The savings dilemma
What comes first – college or retirement?
While saving for a child’s higher education is certainly important, so is preparing for a comfortable retirement. It is possible to do both, but you have to decide how to divide the money you want to save.
There’s no way of knowing what kind of school your child will want to attend and how much it’s going to cost in the future. Grants and scholarships are available. But you may need to take out student loans. Be aware that there are long-term financial implications of taking out student loans. The cost of tuition and loan repayments might affect your ability to save for your own future.
Retirement first, college second
Putting money away for college is important, but it shouldn’t come at the expense of retirement savings, says Robert Fishbein, a Prudential tax attorney.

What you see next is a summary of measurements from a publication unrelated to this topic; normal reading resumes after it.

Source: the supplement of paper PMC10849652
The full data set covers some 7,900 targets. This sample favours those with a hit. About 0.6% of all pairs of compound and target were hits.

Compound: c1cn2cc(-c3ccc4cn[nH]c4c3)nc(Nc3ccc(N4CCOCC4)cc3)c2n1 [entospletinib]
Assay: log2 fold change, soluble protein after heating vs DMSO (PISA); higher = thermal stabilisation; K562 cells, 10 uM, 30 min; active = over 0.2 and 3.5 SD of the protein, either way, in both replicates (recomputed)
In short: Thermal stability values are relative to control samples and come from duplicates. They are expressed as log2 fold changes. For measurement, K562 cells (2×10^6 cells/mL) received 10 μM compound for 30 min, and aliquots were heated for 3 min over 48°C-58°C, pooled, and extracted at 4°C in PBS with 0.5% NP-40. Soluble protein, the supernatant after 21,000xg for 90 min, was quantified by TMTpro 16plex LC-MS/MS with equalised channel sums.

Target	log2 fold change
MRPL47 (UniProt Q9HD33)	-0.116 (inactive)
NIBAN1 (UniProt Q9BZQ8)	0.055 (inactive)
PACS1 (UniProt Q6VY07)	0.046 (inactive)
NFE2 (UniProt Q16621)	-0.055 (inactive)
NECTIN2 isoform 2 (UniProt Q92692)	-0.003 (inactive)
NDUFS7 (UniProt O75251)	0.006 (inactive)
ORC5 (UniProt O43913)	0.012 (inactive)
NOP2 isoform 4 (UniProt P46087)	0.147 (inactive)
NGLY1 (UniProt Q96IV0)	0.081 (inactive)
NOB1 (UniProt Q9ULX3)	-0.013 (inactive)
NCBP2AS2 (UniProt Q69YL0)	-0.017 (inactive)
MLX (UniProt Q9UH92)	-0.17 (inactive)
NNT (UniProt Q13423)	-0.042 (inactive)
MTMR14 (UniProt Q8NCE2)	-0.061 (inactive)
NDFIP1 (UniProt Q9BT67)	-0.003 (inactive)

"As a general rule, it’s better to maximize retirement savings first, even to the exclusion of separate savings for college. You can always borrow to pay for a child’s college, but there are fewer ways to borrow for retirement,” Fishbein says. He adds that you can often borrow against retirement savings or withdraw funds if the money is used for college tuition. “The tax law provides certain exemptions for money withdrawn for higher education costs.”
Also keep in mind that money set aside for a college education may impact your ability to obtain financial aid. That doesn’t mean you shouldn’t save for college. But the money you do save should provide the greatest long-term benefit.